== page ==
• Sanchez stuns Stanton, but falls in Rd. 2
Judge was initially booed but won over the crowd of 37,027, hitting a total of 47 homers against just 29 “outs.” The first rookie to win the Derby outright (the Angels’ Wally Joyner was a co-champion in 1986), Judge hit 16 homers with exit velocities of 115 mph or harder, and to all fields of the ballpark.
Judge receives trophy from Torre
Judge receives trophy from Torre
MLB executive and former Yankees manager Joe Torre awards Aaron Judge the 2017 T-Mobile Home Run Derby title
“He’s so quiet and simple that he looks like a contact hitter trapped in an ogre’s body,” the Rockies’ Charlie Blackmon said. “I don’t know that the game has ever seen a power like that. Stanton has the most velocity, but I think Judge is going to be a really interesting career to follow.”
Statcast: Judge’s 500-ft. homers
Statcast: Judge’s 500-ft. homers
Statcast measures the hitting metrics on 2017 HR Derby champion Aaron Judge’s four longest homers, each flying over 500 feet before landing
And Judge faced a significant challenge before he even stepped to the plate, watching from the batting cage as Bour put 22 on the board. The 6-foot-7, 282-pound Judge responded with 23, including a 501-foot blast that cleared the home run sculpture in left-center field.
“Once Justin put on that show like that, I just had to go to work,” Judge said. “I was having fun out there and just had to go to work.”
Judge skies one into roof
Judge skies one into roof
Aaron Judge hammers a ball off the roof en route to his Round 1 win in the 2017 T-Mobile Home Run Derby
As he did in batting practice, Judge clipped the roof with a drive. Because it did not count, Judge was told he had only tied Bour with five seconds remaining. He easily cleared the center-field wall with his final swing.
“I think I still had the 30-second bonus left, so I really didn’t have any worries,” Judge said.
Judge faced a less daunting challenge in the second round, producing a baker’s dozen — including blasts of 501, 504 and 513 feet — before defeating Bellinger with a 507-foot drive to left field.
Judge caps off Round 2 win
Judge caps off Round 2 win
Aaron Judge takes Round 2 with a mammoth 507-foot home run to advance to the Finals in the 2017 T-Mobile Home Run Derby
The 507- and 513-foot drives are the two longest home runs ever tracked by Statcast™ — in the regular season, the postseason or past Home Run Derbies. Judge now has the four longest blasts tracked by Statcast™ in the Derby, and the only four Derby homers hit at least 500 feet.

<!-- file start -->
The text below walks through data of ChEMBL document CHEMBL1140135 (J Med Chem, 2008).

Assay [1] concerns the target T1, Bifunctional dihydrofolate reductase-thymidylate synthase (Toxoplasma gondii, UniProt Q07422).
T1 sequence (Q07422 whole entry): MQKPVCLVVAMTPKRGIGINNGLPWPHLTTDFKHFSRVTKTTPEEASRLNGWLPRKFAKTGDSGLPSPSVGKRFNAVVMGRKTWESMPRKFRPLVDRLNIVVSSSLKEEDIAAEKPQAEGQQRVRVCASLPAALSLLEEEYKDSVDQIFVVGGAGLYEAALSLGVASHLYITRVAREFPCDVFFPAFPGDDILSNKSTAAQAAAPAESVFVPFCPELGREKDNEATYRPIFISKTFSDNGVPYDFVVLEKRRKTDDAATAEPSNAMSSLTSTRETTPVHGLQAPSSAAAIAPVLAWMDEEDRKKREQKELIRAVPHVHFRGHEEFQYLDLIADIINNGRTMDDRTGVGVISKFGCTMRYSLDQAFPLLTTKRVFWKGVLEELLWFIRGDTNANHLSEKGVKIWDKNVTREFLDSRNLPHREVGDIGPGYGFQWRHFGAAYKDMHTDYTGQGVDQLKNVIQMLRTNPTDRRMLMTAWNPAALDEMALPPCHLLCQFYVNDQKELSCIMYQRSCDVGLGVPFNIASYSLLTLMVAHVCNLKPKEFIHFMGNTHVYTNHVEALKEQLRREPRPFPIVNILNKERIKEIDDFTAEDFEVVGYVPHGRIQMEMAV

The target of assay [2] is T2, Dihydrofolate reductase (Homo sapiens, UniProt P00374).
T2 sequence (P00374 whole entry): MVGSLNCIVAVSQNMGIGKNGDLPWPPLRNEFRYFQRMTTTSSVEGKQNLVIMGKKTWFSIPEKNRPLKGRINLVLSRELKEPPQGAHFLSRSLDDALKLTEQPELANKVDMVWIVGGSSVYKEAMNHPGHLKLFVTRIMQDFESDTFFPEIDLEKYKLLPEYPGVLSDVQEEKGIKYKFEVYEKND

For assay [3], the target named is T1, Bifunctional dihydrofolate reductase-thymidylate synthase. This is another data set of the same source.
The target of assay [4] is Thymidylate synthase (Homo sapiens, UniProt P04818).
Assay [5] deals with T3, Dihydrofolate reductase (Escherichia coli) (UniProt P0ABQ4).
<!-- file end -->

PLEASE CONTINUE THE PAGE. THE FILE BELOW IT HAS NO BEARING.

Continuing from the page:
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“I don’t know what to say,” Bellinger said. “What do you say after those balls?”
Both Judge and Sanchez opted to have their regular batting-practice pitcher, Danilo Valiente, toss to them in Miami. Judge said that the 51-year-old Valiente has a knack for finding the barrel of his bat.
“He’s a fantastic coach and a better person,” Judge said. “He’s always looking out for me. He goes the extra mile for anything. During the game I go down there and he’s doing soft toss, throwing me a little bit of BP during games. I am glad I was there with Danilo.”
Judge on 2017 Home Run Derby win
Judge on 2017 Home Run Derby win
Aaron Judge talks about taking home the trophy in the 2017 T-Mobile Home Run Derby at Marlins Park
Stacked end to end, Judge’s homers traveled 3.9 miles and would have enough distance to reach from home plate at Marlins Park into nearby Biscayne Bay.
“He’s an animal,” Sano said. “The first time I saw Aaron Judge hit BP, I could tell he was a monster.”
Judge’s 23 first-round homers marked the third-best round in Home Run Derby history, trailing only Josh Hamilton’s 28 in 2008 and Bobby Abreu’s 24 in 2005.
Even after the unforgettable display, Judge still appeared to have energy left in the tank, suggesting that he may already be ready to defend the title.
“I try to take everything one day at a time. That’s what’s helped me along this first half of the year,” Judge said. “I have had wonderful people help me out through the years. And I can’t thank them enough for where I’m at right now.”

Cheap Authentic MLB Felix Hernandez Jerseys

SEATTLE — A Mariners team that has turned things around with a strong June could get a further boost from the return of Felix Hernandez, as the veteran right-hander showed Friday in a 13-3 runaway win over the American League West-leading Astros in his first game off the disabled list.